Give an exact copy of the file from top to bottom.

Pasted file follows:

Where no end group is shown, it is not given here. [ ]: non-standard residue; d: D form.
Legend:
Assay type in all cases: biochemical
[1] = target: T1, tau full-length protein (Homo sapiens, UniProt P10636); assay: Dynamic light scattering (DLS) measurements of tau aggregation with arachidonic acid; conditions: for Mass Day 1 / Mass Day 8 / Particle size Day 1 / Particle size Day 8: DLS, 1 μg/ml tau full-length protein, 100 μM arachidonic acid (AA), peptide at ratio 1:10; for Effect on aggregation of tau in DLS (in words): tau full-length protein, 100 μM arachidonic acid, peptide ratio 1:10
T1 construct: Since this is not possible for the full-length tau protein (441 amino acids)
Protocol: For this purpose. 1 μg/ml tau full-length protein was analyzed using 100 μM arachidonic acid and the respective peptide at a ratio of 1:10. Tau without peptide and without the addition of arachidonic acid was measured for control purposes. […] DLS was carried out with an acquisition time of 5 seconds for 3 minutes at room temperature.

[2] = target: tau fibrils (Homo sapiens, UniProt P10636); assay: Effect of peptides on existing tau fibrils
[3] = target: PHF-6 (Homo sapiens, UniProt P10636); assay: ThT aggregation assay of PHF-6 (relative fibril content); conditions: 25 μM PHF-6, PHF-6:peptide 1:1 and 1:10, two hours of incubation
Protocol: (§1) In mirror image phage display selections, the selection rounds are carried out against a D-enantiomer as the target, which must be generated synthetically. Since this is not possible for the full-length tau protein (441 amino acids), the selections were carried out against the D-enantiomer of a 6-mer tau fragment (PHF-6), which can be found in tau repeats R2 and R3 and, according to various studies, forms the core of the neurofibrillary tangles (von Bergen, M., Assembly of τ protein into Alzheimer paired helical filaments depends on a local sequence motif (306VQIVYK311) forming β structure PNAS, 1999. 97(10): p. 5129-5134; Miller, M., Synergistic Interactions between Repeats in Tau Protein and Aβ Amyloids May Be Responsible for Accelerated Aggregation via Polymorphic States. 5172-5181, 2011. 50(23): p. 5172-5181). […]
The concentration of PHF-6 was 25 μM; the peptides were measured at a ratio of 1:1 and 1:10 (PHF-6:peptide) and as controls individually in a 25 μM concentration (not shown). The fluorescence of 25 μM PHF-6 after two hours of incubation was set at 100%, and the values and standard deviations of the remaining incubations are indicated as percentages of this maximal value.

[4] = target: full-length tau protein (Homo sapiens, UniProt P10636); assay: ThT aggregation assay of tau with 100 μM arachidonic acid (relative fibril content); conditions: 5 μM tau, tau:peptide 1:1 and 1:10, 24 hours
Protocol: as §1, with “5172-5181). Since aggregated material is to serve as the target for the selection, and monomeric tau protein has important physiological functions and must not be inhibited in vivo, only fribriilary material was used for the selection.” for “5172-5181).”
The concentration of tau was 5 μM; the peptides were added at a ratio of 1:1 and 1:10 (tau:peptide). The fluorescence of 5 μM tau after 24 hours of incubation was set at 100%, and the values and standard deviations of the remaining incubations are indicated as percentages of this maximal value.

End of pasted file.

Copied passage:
Where no end group is shown, it is not given here. [ ]: non-standard residue; d: D form.
Legend:
Assay type in all cases: biochemical
[1] = target: T1, tau full-length protein (Homo sapiens, UniProt P10636); assay: Dynamic light scattering (DLS) measurements of tau aggregation with arachidonic acid; conditions: for Mass Day 1 / Mass Day 8 / Particle size Day 1 / Particle size Day 8: DLS, 1 μg/ml tau full-length protein, 100 μM arachidonic acid (AA), peptide at ratio 1:10; for Effect on aggregation of tau in DLS (in words): tau full-length protein, 100 μM arachidonic acid, peptide ratio 1:10
T1 construct: Since this is not possible for the full-length tau protein (441 amino acids)
Protocol: For this purpose. 1 μg/ml tau full-length protein was analyzed using 100 μM arachidonic acid and the respective peptide at a ratio of 1:10. Tau without peptide and without the addition of arachidonic acid was measured for control purposes. […] DLS was carried out with an acquisition time of 5 seconds for 3 minutes at room temperature.

[2] = target: tau fibrils (Homo sapiens, UniProt P10636); assay: Effect of peptides on existing tau fibrils
[3] = target: PHF-6 (Homo sapiens, UniProt P10636); assay: ThT aggregation assay of PHF-6 (relative fibril content); conditions: 25 μM PHF-6, PHF-6:peptide 1:1 and 1:10, two hours of incubation
Protocol: (§1) In mirror image phage display selections, the selection rounds are carried out against a D-enantiomer as the target, which must be generated synthetically. Since this is not possible for the full-length tau protein (441 amino acids), the selections were carried out against the D-enantiomer of a 6-mer tau fragment (PHF-6), which can be found in tau repeats R2 and R3 and, according to various studies, forms the core of the neurofibrillary tangles (von Bergen, M., Assembly of τ protein into Alzheimer paired helical filaments depends on a local sequence motif (306VQIVYK311) forming β structure PNAS, 1999. 97(10): p. 5129-5134; Miller, M., Synergistic Interactions between Repeats in Tau Protein and Aβ Amyloids May Be Responsible for Accelerated Aggregation via Polymorphic States. 5172-5181, 2011. 50(23): p. 5172-5181). […]
The concentration of PHF-6 was 25 μM; the peptides were measured at a ratio of 1:1 and 1:10 (PHF-6:peptide) and as controls individually in a 25 μM concentration (not shown). The fluorescence of 25 μM PHF-6 after two hours of incubation was set at 100%, and the values and standard deviations of the remaining incubations are indicated as percentages of this maximal value.

[4] = target: full-length tau protein (Homo sapiens, UniProt P10636); assay: ThT aggregation assay of tau with 100 μM arachidonic acid (relative fibril content); conditions: 5 μM tau, tau:peptide 1:1 and 1:10, 24 hours
Protocol: as §1, with “5172-5181). Since aggregated material is to serve as the target for the selection, and monomeric tau protein has important physiological functions and must not be inhibited in vivo, only fribriilary material was used for the selection.” for “5172-5181).”
The concentration of tau was 5 μM; the peptides were added at a ratio of 1:1 and 1:10 (tau:peptide). The fluorescence of 5 μM tau after 24 hours of incubation was set at 100%, and the values and standard deviations of the remaining incubations are indicated as percentages of this maximal value.